Second, Paul says in both cases that if we do certain things we will have this gift and I want to talk about those tomorrow. However, in the mean time, read that passage again and see if you might be able to determine why the actions Paul tells us to have will result in a peace that will guard our hearts and minds.

Self Control in your thinking Part two

Yesterday’s blog began the discussion of controlling our thoughts. God is quite able to judge our thoughts and intents even if we ourselves mess things up so much we cannot even fully figure out our motive. I don’t suppose that anyone who is more than 15 years old does not know the anguish of calling into question their own motives. At the end of the blog we introduced a passage from Mark.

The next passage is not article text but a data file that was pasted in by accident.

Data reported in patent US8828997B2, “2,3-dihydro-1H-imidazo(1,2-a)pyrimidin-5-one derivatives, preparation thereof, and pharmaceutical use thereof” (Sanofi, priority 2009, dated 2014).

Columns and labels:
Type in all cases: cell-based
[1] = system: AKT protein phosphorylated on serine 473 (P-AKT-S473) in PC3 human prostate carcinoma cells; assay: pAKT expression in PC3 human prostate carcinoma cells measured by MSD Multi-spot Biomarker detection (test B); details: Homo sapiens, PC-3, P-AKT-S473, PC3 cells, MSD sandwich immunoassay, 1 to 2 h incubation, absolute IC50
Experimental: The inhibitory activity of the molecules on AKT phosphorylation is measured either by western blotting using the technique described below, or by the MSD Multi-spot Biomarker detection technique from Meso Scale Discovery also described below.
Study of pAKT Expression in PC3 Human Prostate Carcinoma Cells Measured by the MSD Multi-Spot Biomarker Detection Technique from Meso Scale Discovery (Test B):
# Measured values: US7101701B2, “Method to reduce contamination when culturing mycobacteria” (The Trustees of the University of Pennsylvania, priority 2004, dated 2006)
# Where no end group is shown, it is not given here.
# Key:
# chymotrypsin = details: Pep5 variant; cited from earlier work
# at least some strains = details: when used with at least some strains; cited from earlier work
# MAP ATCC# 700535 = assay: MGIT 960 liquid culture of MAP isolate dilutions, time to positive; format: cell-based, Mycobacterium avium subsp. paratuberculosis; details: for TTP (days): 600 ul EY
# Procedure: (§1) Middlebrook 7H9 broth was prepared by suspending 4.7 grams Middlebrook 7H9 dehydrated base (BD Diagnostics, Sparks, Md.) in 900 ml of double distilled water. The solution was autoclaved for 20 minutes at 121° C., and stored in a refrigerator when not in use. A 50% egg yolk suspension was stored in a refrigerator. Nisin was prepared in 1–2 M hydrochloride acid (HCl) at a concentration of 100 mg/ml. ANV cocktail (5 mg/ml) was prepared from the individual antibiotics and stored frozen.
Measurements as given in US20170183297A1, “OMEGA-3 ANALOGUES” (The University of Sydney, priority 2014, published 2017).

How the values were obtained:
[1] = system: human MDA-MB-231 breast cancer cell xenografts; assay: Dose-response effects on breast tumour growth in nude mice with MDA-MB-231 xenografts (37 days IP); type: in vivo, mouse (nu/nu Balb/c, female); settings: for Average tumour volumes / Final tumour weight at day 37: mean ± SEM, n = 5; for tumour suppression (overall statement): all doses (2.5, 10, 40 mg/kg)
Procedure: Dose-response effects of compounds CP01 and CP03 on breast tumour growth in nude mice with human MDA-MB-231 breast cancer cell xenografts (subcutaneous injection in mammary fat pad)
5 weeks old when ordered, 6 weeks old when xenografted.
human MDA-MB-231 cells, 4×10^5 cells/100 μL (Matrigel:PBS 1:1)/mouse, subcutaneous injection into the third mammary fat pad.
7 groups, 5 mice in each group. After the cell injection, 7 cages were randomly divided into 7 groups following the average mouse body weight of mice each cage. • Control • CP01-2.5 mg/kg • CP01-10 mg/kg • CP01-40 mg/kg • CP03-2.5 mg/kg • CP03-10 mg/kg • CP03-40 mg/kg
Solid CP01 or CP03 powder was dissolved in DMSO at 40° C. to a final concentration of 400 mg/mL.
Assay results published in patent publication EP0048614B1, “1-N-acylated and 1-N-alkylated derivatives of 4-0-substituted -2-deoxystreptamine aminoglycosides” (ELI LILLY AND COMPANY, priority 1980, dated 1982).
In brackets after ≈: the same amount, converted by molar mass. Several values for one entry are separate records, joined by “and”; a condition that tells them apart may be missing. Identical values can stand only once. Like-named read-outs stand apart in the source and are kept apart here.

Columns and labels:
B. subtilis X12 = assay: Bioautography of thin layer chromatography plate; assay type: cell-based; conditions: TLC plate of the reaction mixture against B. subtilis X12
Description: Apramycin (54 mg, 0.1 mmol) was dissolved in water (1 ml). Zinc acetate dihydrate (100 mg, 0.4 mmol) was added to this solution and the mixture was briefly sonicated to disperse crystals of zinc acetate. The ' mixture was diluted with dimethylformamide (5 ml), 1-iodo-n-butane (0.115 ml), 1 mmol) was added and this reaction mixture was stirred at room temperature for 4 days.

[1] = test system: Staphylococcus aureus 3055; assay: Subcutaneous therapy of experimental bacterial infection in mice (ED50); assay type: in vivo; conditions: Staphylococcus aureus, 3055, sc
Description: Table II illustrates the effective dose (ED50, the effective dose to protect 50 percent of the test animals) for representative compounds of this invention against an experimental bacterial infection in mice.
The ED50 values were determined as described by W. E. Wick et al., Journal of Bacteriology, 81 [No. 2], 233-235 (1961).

And He said, “What comes out of a man, that defiles a man. For from within, out of the heart of men, proceed evil thoughts, adulteries, fornications, murders, thefts, covetousness, wickedness, deceit, lewdness, an evil eye, blasphemy, pride, foolishness. All these evil things come from within and defile a man.”
(Mar 7:20-23)

Truly, we need to realize that the thoughts we have come from within our own selves. It is not that sometimes there are not influences that work on us (and Satan is a master at that) but the desires and wants are there to begin with and so it is within our own thinking that we have to begin the process of self-control. When James chastises his audience in chapter 4, he says: